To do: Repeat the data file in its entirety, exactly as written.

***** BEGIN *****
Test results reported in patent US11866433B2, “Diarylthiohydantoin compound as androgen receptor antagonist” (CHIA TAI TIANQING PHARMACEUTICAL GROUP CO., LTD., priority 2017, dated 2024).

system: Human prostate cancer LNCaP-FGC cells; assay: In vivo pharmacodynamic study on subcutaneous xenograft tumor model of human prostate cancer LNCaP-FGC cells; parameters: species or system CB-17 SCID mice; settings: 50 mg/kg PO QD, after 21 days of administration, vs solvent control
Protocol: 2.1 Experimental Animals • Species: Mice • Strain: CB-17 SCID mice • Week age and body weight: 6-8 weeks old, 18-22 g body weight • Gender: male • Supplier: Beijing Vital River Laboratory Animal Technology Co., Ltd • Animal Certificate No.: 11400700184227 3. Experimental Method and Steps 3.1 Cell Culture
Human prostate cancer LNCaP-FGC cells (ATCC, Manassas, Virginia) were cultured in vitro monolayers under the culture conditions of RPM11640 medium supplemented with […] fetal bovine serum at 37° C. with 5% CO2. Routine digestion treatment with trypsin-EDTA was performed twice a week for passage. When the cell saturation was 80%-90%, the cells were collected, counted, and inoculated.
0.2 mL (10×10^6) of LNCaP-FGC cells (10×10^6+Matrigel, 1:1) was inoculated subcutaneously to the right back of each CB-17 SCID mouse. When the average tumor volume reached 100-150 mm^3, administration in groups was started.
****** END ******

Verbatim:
Test results reported in patent US11866433B2, “Diarylthiohydantoin compound as androgen receptor antagonist” (CHIA TAI TIANQING PHARMACEUTICAL GROUP CO., LTD., priority 2017, dated 2024).

system: Human prostate cancer LNCaP-FGC cells; assay: In vivo pharmacodynamic study on subcutaneous xenograft tumor model of human prostate cancer LNCaP-FGC cells; parameters: species or system CB-17 SCID mice; settings: 50 mg/kg PO QD, after 21 days of administration, vs solvent control
Protocol: 2.1 Experimental Animals • Species: Mice • Strain: CB-17 SCID mice • Week age and body weight: 6-8 weeks old, 18-22 g body weight • Gender: male • Supplier: Beijing Vital River Laboratory Animal Technology Co., Ltd • Animal Certificate No.: 11400700184227 3. Experimental Method and Steps 3.1 Cell Culture
Human prostate cancer LNCaP-FGC cells (ATCC, Manassas, Virginia) were cultured in vitro monolayers under the culture conditions of RPM11640 medium supplemented with […] fetal bovine serum at 37° C. with 5% CO2. Routine digestion treatment with trypsin-EDTA was performed twice a week for passage. When the cell saturation was 80%-90%, the cells were collected, counted, and inoculated.
0.2 mL (10×10^6) of LNCaP-FGC cells (10×10^6+Matrigel, 1:1) was inoculated subcutaneously to the right back of each CB-17 SCID mouse. When the average tumor volume reached 100-150 mm^3, administration in groups was started.